The Parliament Committee on Agriculture has identified a number of hindrances including a mismatch in priorities, lack of extension services and poor conduct of staff that are preventing the full realisation of the objectives of Operation Wealth Creation.
Operation Wealth Creation was set up by Presidential directive as a replacement for the National Agricultural Advisory Services (NAADS) in 2014 with the objective of mobilising the masses to engage in commercial agriculture to boost household incomes.
The Committee observed that OWC distributed inputs late and would go to waste when not picked and that in some places the inputs supplied are not among the priority of those districts.
The Committee, which visited 12 districts including Agago, Oyam, Nebbi, Kakumiro, Kyenjojo and Kabarole observed that district headquarters where seeds were delivered for testing and onward distribution to the beneficiaries lacked adequate storage facilities.
“There is no equity in distribution of inputs, for example, the people of central region are only given seeds and seedlings. They expressed their need to also be given cattle/heifers,” said Hon. Lowila Oketayot, the Chairperson of the Committee on Agriculture.
“The Committee was informed that the citrus that is being supplied requires fertilisers and pesticides which are not provided. Due to lack of pesticides, the citrus ends up being affected by pests,” she added.
Citing examples, the Chairperson said that Kalitha Farm in Kabarole district had received 50 apple, 70 orange and 30 mango seedlings whereas they wanted about 500 apple seedling because apples have ready market.
The Committee noted that OWC does not offer extension services, with the few available extension workers not operating in some districts like Agago.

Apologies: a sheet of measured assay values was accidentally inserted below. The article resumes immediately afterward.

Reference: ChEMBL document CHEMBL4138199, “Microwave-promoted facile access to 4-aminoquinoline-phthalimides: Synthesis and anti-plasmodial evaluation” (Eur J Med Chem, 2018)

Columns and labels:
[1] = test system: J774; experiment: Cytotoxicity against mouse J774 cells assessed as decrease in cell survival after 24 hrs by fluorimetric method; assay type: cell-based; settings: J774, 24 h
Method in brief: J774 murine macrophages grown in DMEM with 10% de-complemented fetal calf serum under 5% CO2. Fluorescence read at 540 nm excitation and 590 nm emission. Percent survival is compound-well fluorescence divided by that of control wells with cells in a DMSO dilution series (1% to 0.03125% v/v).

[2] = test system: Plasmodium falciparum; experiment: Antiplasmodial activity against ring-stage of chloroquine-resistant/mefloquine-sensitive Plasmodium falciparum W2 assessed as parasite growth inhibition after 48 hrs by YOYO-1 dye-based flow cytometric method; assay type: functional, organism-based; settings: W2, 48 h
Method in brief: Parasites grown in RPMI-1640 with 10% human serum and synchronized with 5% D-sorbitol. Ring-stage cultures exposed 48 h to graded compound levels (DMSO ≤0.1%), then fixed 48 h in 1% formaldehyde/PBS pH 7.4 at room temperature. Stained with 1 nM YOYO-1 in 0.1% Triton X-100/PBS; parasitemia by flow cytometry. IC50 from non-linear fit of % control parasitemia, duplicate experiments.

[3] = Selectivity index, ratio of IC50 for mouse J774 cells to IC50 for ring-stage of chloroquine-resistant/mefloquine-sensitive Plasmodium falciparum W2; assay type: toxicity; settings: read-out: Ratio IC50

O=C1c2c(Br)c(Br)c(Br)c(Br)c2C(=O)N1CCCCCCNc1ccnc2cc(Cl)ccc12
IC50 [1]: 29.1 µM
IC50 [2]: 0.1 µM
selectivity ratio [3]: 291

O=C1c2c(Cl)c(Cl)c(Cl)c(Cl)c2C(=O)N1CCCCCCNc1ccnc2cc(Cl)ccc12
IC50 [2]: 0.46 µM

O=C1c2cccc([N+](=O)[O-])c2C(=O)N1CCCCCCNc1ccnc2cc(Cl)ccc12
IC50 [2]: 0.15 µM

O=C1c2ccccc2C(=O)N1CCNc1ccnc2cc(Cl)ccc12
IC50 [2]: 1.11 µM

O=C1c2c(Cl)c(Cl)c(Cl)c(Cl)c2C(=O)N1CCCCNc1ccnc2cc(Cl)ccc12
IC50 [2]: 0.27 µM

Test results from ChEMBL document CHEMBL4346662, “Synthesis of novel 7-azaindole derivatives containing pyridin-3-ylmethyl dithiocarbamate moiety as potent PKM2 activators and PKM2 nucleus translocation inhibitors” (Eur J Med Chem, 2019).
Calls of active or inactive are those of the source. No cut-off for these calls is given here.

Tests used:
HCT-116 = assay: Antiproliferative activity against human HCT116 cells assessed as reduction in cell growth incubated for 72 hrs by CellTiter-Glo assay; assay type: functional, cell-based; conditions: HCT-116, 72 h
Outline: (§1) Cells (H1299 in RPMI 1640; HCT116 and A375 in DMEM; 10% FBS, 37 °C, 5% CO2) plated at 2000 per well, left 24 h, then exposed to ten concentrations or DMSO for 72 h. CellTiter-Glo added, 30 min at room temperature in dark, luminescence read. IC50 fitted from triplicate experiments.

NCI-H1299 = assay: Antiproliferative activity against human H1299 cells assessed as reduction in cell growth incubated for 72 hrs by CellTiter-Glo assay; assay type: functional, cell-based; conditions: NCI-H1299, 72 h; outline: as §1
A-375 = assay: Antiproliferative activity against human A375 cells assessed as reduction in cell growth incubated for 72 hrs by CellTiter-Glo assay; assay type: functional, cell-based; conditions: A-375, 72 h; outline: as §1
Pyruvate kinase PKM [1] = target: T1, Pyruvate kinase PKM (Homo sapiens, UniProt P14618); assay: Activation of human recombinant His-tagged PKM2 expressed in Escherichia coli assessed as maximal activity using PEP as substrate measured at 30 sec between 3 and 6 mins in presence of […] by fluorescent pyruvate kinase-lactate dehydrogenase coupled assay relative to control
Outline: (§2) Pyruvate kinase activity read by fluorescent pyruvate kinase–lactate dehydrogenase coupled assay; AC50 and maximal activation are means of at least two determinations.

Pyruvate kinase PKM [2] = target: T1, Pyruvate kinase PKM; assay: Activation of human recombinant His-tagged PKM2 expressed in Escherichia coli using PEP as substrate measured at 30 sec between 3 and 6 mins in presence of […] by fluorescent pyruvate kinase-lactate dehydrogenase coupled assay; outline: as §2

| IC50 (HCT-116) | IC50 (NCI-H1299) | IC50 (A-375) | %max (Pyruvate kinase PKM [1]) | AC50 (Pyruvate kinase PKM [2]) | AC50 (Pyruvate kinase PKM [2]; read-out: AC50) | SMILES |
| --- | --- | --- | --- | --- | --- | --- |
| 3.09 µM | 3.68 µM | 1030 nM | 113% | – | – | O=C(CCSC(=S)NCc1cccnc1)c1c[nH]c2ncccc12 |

The Committee said that some OWC staff had “commanded” legislators to facilitate people to attend training in Masindi, which was outside their mandate, and that some of the staff who were involving themselves in politics, were indisciplined and rude to people.
It was recommended that government puts in place a legal framework for implementing the OWC, which was being guided by Standing Orders of Procedure.
“The Committee recommends that OWC should emphasise quality when procuring inputs to be supplied to farmers and that the inputs should be in tandem with the demands of farmers,” said Hon. Oketayot.
The Leader of the Opposition, Hon. Winfred Kiiza, asked government to provide water for irrigation so that people can grow their own food and stop waiting for handouts.
“We got a raw deal in OWC; let’s return to providing extension services under NAADS and let the army (UPDF) safeguard the country,” said Hon. Kiiza adding, “We have turned our people into beggars. I recommend that we redirect our minds, thinking and efforts such that Ugandans can benefit from OWC.”
Speaker Rebecca Kadaga referred the Report to the Committee on the Budget and asked government to respond to each of the recommendations made by the Committee on Agriculture.